I’ve been using a Citronic USB Phono Line RCA Adapter for recording vinyl to laptop, and then convert to mp3. Mostly it is great, the tutorials are easy to follow, and everything is user-friendly.
However, a few tracks appear to “trip-over” themselves in places. It sounds a bit like the track has jumped by a micro-second; like it’s lagged a bit and needs to catch up with itself. That’s the best I can describe it!
It only appears once or twice in a few tracks, but it’s noticeable enough to be annoying.
I’ve connected the Citronic Phonos from my amplifiers output and not plugged the turntable directly into the device. All recording levels have been set to the specified -0.6dB, and I’ve click-removed and normalized. When I set the recording input level even lower, it happens about ten times worse.
Plug Citronic into an empty USB port not into a USB computer hub.
Edit > Preferences…, look at the Recording section and see if increasing “Audio to buffer” helps.
Our tutorials say to set the recording level such that the recording meter peaks at about -6 dB. Aiming for -0.6 dB is too loud, it may go over 0 dB then you get distortion.
Aiming for -6 dB may mean the recording level slider has to be set to 0.6 or even much lower. The level the recording turns out at is what matters.
Hmm, that would seem unexpected. In the Recording tab of Windows Sound, right-click over Citronic > Properties then look at the “Advanced” tab and other tabs. Are there any settings there for effects, or corrections for audio problems like noise? Normally there aren’t for a USB device, but you should check.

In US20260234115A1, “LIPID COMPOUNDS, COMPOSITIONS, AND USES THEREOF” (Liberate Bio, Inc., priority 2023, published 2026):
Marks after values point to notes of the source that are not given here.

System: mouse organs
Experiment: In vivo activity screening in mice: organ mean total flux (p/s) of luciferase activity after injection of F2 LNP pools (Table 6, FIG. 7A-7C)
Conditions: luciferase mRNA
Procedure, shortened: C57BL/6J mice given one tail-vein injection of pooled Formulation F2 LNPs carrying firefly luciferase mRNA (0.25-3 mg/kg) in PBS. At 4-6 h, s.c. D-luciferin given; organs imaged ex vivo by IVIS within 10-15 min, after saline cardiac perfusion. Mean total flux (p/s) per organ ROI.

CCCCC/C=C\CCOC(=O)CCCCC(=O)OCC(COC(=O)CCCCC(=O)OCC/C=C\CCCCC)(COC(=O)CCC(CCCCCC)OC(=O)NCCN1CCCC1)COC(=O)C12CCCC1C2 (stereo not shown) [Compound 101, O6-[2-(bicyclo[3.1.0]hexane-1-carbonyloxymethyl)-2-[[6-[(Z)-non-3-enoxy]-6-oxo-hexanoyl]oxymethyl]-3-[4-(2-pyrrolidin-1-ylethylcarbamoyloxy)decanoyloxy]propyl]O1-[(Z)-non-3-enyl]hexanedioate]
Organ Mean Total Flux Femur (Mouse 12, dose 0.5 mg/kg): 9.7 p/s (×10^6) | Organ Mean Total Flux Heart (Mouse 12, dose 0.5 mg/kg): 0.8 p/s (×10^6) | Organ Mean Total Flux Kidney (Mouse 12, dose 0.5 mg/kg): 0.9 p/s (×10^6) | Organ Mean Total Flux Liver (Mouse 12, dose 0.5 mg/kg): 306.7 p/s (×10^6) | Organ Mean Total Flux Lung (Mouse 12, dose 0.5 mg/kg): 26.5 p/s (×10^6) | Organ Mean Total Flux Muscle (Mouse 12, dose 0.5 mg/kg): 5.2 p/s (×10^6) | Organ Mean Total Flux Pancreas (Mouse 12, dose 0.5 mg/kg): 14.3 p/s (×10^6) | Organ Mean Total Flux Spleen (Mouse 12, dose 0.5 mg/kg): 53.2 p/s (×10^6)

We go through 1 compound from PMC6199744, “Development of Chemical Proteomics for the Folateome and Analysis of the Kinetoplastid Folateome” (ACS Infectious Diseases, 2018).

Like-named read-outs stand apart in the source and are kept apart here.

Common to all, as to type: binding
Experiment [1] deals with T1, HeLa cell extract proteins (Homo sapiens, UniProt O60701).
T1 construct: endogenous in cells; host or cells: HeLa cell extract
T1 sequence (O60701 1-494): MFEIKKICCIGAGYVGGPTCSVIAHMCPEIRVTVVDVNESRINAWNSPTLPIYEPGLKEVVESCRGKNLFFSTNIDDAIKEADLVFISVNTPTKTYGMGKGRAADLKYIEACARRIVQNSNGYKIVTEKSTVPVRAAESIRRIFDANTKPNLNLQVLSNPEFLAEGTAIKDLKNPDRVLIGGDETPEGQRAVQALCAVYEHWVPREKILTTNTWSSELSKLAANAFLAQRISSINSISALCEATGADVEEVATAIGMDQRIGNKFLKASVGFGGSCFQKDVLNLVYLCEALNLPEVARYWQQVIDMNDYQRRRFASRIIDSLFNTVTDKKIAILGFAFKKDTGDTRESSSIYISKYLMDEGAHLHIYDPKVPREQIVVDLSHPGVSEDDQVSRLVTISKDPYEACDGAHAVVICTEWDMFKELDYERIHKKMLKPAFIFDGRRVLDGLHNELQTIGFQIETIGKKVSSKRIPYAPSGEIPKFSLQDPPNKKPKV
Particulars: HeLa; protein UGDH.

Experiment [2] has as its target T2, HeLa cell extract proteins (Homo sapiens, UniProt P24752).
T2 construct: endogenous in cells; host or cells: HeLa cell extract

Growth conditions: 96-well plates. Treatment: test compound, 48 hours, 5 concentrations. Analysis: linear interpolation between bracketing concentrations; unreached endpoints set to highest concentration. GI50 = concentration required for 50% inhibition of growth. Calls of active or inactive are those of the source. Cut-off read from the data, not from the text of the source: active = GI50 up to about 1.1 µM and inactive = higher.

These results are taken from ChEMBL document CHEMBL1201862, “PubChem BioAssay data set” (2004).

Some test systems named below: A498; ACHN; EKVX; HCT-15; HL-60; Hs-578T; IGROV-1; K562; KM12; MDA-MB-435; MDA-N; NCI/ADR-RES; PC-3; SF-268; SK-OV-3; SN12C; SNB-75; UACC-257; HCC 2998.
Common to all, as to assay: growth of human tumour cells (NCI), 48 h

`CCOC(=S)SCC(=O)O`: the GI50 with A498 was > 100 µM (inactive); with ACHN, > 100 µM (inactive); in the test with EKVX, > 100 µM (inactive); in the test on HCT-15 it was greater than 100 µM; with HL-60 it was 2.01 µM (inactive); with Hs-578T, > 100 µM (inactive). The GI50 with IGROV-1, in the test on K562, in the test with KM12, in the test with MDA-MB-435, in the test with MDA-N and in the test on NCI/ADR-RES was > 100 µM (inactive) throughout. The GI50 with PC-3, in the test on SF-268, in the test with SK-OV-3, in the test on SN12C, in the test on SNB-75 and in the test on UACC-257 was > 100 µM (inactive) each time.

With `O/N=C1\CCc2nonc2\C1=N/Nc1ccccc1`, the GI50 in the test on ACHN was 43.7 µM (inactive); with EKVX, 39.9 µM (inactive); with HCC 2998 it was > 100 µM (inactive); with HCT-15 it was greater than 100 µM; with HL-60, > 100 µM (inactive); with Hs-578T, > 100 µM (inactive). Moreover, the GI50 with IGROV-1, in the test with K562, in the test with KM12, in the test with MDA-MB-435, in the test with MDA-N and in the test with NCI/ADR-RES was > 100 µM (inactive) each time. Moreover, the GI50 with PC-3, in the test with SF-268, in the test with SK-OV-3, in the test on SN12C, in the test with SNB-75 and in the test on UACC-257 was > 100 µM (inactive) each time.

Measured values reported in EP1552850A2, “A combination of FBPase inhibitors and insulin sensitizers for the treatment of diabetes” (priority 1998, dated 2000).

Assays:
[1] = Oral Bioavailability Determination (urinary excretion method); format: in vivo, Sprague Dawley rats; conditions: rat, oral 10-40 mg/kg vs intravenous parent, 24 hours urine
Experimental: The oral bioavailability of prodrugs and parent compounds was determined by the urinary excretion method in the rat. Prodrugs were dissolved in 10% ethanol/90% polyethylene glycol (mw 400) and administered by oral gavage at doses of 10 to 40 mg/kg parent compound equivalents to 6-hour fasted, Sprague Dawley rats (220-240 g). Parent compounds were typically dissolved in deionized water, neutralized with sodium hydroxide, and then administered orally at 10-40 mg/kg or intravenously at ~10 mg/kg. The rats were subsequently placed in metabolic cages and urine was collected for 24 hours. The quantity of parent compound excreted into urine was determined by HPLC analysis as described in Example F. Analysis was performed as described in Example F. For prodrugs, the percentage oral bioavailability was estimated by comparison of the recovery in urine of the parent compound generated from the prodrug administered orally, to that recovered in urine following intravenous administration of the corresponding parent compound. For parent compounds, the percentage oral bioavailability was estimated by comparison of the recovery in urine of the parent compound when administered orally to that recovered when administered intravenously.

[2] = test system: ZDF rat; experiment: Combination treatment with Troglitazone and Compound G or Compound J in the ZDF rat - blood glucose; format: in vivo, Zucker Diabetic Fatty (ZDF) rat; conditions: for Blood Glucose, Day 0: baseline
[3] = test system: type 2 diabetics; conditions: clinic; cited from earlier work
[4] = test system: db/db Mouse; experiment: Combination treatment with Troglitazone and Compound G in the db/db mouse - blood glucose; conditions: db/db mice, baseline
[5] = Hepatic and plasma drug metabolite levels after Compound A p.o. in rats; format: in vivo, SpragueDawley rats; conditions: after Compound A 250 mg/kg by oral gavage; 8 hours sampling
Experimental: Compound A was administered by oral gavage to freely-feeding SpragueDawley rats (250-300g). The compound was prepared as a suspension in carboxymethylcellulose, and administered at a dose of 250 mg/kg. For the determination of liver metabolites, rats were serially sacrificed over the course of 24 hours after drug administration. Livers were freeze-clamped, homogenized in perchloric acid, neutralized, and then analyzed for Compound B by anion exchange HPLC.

All recording levels have been set to the specified -0.6dB, and I’ve click-removed and normalized. When I set the recording input level even lower, it happens about ten times worse.
I assume the problem is there before you remove the clicks or do any other processing? Recording volume shouldn’t make any difference. but it might make glitches more noticeable.
Glitches during recording are usually related to multitasking.* (Even if you are only running one application, the operating system is multitasking).
Close any other applications and try to minimize the number of background operations. Some people find it helps to disable their anti-virus, and if you have a laptop some people find it helps to turn-off Wi-Fi.
Got to Edit → Preferences → Recording and try increasing the buffer/latency.
If you are recording at high resolution (such as 24-bit/96kHz) try 16-bit/48kHz.
When you record, the digital audio streams into a buffer (memory like a holding tank) at a nice constant rate. Then when the operating system gets around to it , it reads the buffer in a quick burst. If the buffer doesn’t get read in time, the buffer overflows and you get a glitch.
Playback works in a similar way, except the buffer is filled in a quick burst and the danger is buffer underflow.
Bigger buffers are usually better, except they increase latency (delay). In this situation where you are recoding records or tapes, a few milliseconds of delay is not an issue and there is no downside to a larger buffer.